- President Joe Biden plans to replace the government's vehicle fleet with electric vehicles assembled in the U.S.
- He announced the plan Monday when signing a new "Buy American" executive order.
- The government is a major purchaser of vehicles. However, replacing such a fleet with EVs assembled domestically will be costly and take time.
The government is a major purchaser of vehicles. However, replacing such a fleet with American-produced EVs will be costly and take time. There are currently only a handful of all-electric vehicles being assembled in the U.S. Tesla, General Motors and Nissan Motor produce EVs domestically, while Ford Motor and others have announced plans to do so.
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"The current offerings are pretty slim, but the industry's about to unleash an avalanche of new product, and a lot of it built in North America," Kristin Dziczek, vice president of industry, labor and economics at the Center for Automotive Research, told CNBC. "Just about every U.S. plant is going to have a hybrid or electric product."
It's unclear whether Biden's plan includes plug-in hybrid electric vehicles, which use a combination of EV motors and traditional internal combustion engines. When discussing the plans, he referred to the new fleet being made up of electric vehicles "that are net zero emissions."
The White House did not immediately respond to a request for comment.
The "Buy America" executive order did not directly address the purchase of electric vehicles.
As of 2019, the U.S. government had 645,000 vehicles that were driven 4.5 billion miles and consumed 375 million gallons of gasoline and diesel fuel, according to the General Services Administration (GSA). About 35% of those vehicles were operated by the U.S. Postal Service, according to GSA.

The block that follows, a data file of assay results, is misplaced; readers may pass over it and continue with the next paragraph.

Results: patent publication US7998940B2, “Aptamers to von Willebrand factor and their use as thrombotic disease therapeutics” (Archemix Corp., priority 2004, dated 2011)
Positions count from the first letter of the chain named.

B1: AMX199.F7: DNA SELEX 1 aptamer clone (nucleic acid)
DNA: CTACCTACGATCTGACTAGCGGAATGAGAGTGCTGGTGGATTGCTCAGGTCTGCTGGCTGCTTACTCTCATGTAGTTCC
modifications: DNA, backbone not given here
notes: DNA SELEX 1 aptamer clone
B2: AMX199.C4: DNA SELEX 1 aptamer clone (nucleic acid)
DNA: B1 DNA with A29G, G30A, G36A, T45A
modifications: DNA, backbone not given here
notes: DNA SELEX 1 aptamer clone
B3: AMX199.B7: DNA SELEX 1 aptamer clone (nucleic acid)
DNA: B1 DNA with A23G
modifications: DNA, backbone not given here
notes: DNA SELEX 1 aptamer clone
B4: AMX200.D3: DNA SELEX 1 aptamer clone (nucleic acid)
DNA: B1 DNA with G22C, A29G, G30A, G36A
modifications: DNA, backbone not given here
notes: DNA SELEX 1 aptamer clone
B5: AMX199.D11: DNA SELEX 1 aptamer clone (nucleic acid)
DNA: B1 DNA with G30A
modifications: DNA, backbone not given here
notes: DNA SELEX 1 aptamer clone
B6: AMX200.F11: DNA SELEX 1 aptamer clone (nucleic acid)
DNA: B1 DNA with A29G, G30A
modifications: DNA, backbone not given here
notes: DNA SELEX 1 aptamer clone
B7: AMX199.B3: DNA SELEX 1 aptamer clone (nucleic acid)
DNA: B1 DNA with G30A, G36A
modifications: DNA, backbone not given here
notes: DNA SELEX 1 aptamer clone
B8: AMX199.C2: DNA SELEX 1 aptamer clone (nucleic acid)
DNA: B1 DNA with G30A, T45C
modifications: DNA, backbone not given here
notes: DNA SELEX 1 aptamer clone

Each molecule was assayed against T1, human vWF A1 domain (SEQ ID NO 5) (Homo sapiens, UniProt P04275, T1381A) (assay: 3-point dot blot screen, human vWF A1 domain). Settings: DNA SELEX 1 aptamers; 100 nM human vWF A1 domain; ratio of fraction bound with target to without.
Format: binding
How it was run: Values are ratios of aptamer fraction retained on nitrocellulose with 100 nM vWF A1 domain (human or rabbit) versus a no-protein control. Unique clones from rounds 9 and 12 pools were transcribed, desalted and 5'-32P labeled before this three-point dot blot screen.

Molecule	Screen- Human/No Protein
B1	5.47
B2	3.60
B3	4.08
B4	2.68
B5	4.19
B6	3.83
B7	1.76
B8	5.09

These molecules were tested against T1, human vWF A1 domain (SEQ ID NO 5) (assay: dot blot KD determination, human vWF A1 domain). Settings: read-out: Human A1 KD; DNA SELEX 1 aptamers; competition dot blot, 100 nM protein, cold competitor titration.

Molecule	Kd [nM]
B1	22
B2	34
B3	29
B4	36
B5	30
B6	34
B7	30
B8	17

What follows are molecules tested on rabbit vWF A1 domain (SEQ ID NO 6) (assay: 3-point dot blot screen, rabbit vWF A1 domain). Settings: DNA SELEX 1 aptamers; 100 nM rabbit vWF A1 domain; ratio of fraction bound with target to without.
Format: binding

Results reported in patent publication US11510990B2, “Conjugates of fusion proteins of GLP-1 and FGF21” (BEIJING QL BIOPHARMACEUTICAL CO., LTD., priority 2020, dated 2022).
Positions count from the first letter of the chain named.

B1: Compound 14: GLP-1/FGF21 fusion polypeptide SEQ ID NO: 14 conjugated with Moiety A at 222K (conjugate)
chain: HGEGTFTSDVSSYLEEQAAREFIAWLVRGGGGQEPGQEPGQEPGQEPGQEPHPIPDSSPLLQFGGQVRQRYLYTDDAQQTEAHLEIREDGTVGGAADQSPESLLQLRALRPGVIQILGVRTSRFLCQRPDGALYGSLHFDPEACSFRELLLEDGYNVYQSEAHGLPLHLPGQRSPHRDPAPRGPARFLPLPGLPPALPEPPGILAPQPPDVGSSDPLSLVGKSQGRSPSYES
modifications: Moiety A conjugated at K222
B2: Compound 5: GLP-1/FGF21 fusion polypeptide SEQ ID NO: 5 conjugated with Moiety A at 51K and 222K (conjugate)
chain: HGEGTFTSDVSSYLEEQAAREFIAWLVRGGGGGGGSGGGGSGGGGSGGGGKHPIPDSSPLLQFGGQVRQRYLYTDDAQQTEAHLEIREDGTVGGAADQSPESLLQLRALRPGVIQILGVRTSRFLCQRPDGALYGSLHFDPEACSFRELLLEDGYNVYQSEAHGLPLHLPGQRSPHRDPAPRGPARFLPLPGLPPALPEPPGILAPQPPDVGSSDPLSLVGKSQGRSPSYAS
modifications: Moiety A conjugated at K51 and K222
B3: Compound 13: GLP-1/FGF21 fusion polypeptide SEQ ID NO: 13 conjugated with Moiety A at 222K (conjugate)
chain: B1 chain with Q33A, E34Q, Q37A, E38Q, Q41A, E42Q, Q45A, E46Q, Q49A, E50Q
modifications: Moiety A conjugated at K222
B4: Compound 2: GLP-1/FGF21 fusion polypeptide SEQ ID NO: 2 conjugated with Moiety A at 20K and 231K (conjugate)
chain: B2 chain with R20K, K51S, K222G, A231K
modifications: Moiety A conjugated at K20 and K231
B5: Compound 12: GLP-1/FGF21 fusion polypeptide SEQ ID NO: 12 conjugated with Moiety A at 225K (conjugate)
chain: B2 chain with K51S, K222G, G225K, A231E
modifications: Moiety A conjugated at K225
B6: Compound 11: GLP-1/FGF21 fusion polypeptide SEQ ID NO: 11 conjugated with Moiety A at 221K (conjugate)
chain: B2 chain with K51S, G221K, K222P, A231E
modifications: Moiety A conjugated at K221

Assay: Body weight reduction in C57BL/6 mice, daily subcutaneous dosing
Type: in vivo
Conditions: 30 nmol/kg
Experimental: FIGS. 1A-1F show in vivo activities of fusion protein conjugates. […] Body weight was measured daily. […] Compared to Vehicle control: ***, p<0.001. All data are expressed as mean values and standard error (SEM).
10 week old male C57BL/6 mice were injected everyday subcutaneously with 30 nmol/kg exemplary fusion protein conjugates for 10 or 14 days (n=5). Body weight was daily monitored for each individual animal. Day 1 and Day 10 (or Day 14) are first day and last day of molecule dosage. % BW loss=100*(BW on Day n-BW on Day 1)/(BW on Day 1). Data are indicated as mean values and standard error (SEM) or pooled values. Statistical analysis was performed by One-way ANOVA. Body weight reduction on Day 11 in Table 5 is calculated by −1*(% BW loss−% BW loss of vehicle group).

Biden did not specify a time frame for switching the government's "enormous fleet" to EVs, which cost substantially more than traditional vehicles. He said the fleet changeover will assist his administration's plan to create 1 million new jobs in the U.S. auto industry.
Biden also announced plans for stricter use of American-made parts in government-purchased vehicles, which will make it even more difficult to switch over the fleet. He said the current standards require a vehicle's parts be at least 50% from the U.S.
"The content threshold of 50% [isn't] high enough, and the way we measure the content doesn't account for U.S. jobs and economic activity," Biden said. "We're going to change that as well. The executive action I'm signing today will not only require the companies make more of their components in America, but that the value of those components is contributing to our economy, measured by things like a number of American jobs created and/or supported."
GM, in a statement, said it is "encouraged by President Biden's commitment to supporting American manufacturing and looks forward to reviewing the details of the order."
Ford, which last year launched a "Built for America" ad campaign, said it "believes that investing in America, its people, goods and services, must be a national mission."
Tesla did not immediately respond to a request for comment.